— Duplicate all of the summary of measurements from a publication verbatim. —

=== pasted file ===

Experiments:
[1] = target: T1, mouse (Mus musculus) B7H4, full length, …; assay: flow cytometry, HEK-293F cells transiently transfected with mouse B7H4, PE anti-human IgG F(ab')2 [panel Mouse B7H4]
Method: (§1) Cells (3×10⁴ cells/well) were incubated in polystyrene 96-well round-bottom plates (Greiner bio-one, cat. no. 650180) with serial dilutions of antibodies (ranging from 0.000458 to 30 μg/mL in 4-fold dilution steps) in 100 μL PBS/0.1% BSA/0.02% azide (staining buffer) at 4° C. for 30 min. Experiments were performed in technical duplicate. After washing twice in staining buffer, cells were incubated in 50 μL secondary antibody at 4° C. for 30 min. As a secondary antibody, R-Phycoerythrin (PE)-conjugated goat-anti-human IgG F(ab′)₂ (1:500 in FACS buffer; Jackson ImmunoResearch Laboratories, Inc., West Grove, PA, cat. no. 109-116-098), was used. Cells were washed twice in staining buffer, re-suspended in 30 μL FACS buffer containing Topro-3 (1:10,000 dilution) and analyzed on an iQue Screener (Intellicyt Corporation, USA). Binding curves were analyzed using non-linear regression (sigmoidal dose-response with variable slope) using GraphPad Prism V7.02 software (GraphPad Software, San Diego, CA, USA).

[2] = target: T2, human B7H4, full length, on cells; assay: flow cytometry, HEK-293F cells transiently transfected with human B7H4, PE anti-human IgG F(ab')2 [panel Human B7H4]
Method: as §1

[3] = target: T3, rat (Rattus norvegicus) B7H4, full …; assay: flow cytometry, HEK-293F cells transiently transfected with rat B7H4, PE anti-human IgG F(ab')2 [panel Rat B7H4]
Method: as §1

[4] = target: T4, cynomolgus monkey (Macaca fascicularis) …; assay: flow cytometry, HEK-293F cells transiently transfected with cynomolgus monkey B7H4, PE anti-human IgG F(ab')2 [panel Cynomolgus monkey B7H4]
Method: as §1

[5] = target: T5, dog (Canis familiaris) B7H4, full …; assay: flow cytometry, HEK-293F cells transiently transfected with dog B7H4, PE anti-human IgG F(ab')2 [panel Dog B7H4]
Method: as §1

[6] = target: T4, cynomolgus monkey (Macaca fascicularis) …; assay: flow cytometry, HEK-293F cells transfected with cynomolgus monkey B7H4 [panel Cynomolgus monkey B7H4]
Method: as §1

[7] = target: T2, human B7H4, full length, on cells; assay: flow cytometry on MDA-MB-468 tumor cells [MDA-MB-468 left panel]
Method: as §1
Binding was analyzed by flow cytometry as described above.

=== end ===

Experiments:
[1] = target: T1, mouse (Mus musculus) B7H4, full length, …; assay: flow cytometry, HEK-293F cells transiently transfected with mouse B7H4, PE anti-human IgG F(ab')2 [panel Mouse B7H4]
Method: (§1) Cells (3×10⁴ cells/well) were incubated in polystyrene 96-well round-bottom plates (Greiner bio-one, cat. no. 650180) with serial dilutions of antibodies (ranging from 0.000458 to 30 μg/mL in 4-fold dilution steps) in 100 μL PBS/0.1% BSA/0.02% azide (staining buffer) at 4° C. for 30 min. Experiments were performed in technical duplicate. After washing twice in staining buffer, cells were incubated in 50 μL secondary antibody at 4° C. for 30 min. As a secondary antibody, R-Phycoerythrin (PE)-conjugated goat-anti-human IgG F(ab′)₂ (1:500 in FACS buffer; Jackson ImmunoResearch Laboratories, Inc., West Grove, PA, cat. no. 109-116-098), was used. Cells were washed twice in staining buffer, re-suspended in 30 μL FACS buffer containing Topro-3 (1:10,000 dilution) and analyzed on an iQue Screener (Intellicyt Corporation, USA). Binding curves were analyzed using non-linear regression (sigmoidal dose-response with variable slope) using GraphPad Prism V7.02 software (GraphPad Software, San Diego, CA, USA).

[2] = target: T2, human B7H4, full length, on cells; assay: flow cytometry, HEK-293F cells transiently transfected with human B7H4, PE anti-human IgG F(ab')2 [panel Human B7H4]
Method: as §1

[3] = target: T3, rat (Rattus norvegicus) B7H4, full …; assay: flow cytometry, HEK-293F cells transiently transfected with rat B7H4, PE anti-human IgG F(ab')2 [panel Rat B7H4]
Method: as §1

[4] = target: T4, cynomolgus monkey (Macaca fascicularis) …; assay: flow cytometry, HEK-293F cells transiently transfected with cynomolgus monkey B7H4, PE anti-human IgG F(ab')2 [panel Cynomolgus monkey B7H4]
Method: as §1

[5] = target: T5, dog (Canis familiaris) B7H4, full …; assay: flow cytometry, HEK-293F cells transiently transfected with dog B7H4, PE anti-human IgG F(ab')2 [panel Dog B7H4]
Method: as §1

[6] = target: T4, cynomolgus monkey (Macaca fascicularis) …; assay: flow cytometry, HEK-293F cells transfected with cynomolgus monkey B7H4 [panel Cynomolgus monkey B7H4]
Method: as §1

[7] = target: T2, human B7H4, full length, on cells; assay: flow cytometry on MDA-MB-468 tumor cells [MDA-MB-468 left panel]
Method: as §1
Binding was analyzed by flow cytometry as described above.